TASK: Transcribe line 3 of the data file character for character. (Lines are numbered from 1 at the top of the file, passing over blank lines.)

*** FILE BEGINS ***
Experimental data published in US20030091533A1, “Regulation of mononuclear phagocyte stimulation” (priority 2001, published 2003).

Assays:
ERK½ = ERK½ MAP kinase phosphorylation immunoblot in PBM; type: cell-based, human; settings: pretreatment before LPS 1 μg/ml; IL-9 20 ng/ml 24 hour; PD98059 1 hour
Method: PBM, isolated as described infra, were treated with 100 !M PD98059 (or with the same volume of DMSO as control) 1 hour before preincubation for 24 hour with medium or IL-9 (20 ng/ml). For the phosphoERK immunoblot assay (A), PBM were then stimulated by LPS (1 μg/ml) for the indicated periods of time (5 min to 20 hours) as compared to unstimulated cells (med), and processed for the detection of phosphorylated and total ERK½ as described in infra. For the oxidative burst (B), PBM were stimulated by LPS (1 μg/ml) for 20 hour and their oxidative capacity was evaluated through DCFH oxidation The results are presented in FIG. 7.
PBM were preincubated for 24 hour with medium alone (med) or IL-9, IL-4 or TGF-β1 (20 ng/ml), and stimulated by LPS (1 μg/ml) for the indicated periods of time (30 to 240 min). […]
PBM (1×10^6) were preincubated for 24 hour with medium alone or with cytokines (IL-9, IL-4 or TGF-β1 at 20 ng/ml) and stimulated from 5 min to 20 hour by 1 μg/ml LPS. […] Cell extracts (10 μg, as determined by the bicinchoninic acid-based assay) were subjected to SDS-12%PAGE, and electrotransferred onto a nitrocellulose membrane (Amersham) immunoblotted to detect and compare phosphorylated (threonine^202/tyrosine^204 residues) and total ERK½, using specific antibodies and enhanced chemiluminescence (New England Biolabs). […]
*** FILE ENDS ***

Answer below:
ERK½ = ERK½ MAP kinase phosphorylation immunoblot in PBM; type: cell-based, human; settings: pretreatment before LPS 1 μg/ml; IL-9 20 ng/ml 24 hour; PD98059 1 hour